The iodine is rather tightly held in the complex. By way of comparison, if cotton (another hydrophilic fiber) is immersed in an iodine solution prepared according to the recipe given above it develops a similar dark brown color. But the iodine is only loosely held and washes out completelywith tap water within a minute. Likewise silk also develops a dark brown color but while the iodine does not wash out as readily as it does with cotton, only a tan color remains indicating but a small amount of iodine remaining in the fibers. The iodine in the dark brown complex formed with nylon-4 does not readily wash out with water. Small amounts of iodine are released however at a rate which is dependent on the temperature. The rateis very slow at room temperature but at about 100° C. it is quite rapid. For example, if the complex in the form of a fabric is placed in boiling water the iodine will be removed completely in a matter of minutes. Similarly if placed in an oven at 100° C. the iodine will sublime out of the complex very rapidly leaving a colorless nylon-4 fabric. At 40° C. no appreciable loss of iodine occurs within 24 hours. Samples may be kept for several weeks at room temperature without appreciable loss of iodine. However, when the complexed material is to be stored for longer periods of time, such as a year or more, it should be placed in a container which is impermeable to iodine vapor. Plastic bags made from a laminate of polyethylene and nylon films manufactured by MobilChemical company are suitable for this purpose.
In order to be effective as an antiseptic or bactericide, a slow release ofiodine must occur, and at body temperature this release takes place at about the proper rate. For many reasons a bandage should be changed every 24 hours but it should remain effective during this period of time. An important feature of the nylon-4 iodine complex is that, unlike its PVP-iodine counterpart, if the bandage or other dressing gets wet, even from perspiration, the biocidal agent is not washed away.
Another embodiment of the invention is as a biocidal suture. In this application the polypyrrolidone resin is melt extruded at temperatures of about 290° C. under high pressure generated by the screw of the extruder. Care must be taken to dry the resin to not more than about 0.06%moisture content before extruding and the resin must be kept under dry nitrogen in the hopper feeding the extruder to prevent further moisture pick-up.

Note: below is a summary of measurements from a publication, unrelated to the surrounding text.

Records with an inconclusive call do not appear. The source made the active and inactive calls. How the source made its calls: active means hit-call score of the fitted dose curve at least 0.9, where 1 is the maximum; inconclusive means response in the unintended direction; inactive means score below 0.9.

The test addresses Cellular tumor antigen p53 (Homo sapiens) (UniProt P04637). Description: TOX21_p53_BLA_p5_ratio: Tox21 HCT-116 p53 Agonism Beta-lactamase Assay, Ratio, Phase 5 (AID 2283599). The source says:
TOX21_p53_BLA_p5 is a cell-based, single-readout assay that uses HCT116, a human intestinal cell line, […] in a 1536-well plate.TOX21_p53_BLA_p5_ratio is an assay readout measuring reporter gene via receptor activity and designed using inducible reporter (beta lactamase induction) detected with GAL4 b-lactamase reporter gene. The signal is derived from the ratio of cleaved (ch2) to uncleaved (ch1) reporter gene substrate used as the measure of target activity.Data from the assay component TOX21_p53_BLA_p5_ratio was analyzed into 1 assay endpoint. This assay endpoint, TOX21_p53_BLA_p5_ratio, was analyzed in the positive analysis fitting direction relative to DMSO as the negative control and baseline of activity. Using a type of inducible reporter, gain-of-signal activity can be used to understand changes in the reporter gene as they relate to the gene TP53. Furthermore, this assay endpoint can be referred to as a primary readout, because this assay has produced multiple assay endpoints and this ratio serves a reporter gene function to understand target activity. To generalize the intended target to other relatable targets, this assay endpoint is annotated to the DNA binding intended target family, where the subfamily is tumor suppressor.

The molten resin is forced through a spinnerette consisting of a single hole to form a monofilament or multiple holes to form a multifilament suture. As is well known to those skilled in the art, the size of the holeand the amount of draw determine the diameter of the filament or filaments as well as the tensile strength. For certain applications a multifilament structure is preferred. In either case the suture material is then passed through an iodine bath made according to the recipe given earlier. The residence time in the bath may be from a few seconds to a few minutes depending upon the amount of iodine desired in the complex. The material is then washed in water and air dried.
For bandage applications a suitable fabric is woven or knitted from nylon-4textile fiber and treated in the iodine bath in a similar manner.
A sample of 100% nylon-4 knit tubing weighing 11.0 grams was immersed in a 11/2% iodine solution prepared as follows:
6.0 grams elemental iodine
12.0 grams of potassium iodide
400 ml water.
After 5 minutes the fabric was removed, rinsed four times with cold water and then air dried. The dried fabric was chocolate brown in color.
The fabric was tested for microbiological activities by an independent laboratory using a modified Kirby-Bauer Susceptibility Disk Diffusion Test. The only modification to the standard procedure was that the fabric was cut into squares approximately 1.5 centimeters on a side instead of the routinely used antibiotic assay discs.
The following four strains of bacteria were separately grown in Trypticase-soy broth at 35° C. until a density of 0.5 MacFarland turbidity was observed (approximately 5×107 organisms per milliliter): Klebsiella pneumoniae, Pseudomonas aeruginosa, Proteus mirabilis and Staphylococcus aureus. Using a sterile cotton swab, a lawn of each bacterial isolate was applied to individual 150 mm plates of Mueller-Hinton agar. Three squares of test fabric were placed on the agar surface of each plate. The plates were incubated at 35° C. for 18 hours.
The average zones of inhibition of bacterial growth as measured in millimeters from the edge of the fabric to the point of uninhibited bacterial growth were as follows:
______________________________________Klebsiella pneumoniae 25 mmPseudomonas aeruginosa 15 mmProteus mirabilis 12 mmStaphylococcus aureus 30 mm______________________________________